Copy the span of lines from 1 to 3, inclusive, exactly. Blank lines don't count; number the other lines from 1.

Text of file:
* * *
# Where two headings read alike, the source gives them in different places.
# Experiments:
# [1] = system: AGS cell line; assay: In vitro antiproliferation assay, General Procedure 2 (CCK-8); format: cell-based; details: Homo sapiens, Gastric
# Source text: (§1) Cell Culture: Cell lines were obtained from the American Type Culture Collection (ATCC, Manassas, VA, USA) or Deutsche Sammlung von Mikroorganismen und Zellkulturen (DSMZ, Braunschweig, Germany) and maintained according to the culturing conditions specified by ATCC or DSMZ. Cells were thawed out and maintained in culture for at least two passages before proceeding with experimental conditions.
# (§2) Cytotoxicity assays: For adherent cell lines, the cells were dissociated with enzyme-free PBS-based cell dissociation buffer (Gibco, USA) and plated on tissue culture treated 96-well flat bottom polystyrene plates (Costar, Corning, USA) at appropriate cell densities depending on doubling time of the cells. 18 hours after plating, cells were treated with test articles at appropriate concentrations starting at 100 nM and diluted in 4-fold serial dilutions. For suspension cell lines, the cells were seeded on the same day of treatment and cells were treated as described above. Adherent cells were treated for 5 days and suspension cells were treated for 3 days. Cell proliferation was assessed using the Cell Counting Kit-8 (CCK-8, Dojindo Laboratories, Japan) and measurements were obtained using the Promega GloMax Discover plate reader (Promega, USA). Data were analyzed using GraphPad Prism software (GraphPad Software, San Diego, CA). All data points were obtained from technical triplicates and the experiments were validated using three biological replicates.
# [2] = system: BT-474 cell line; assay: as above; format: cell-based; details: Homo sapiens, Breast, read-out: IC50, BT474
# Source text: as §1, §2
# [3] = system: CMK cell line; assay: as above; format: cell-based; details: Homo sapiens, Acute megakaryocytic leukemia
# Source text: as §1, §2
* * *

# Where two headings read alike, the source gives them in different places.
# Experiments:
# [1] = system: AGS cell line; assay: In vitro antiproliferation assay, General Procedure 2 (CCK-8); format: cell-based; details: Homo sapiens, Gastric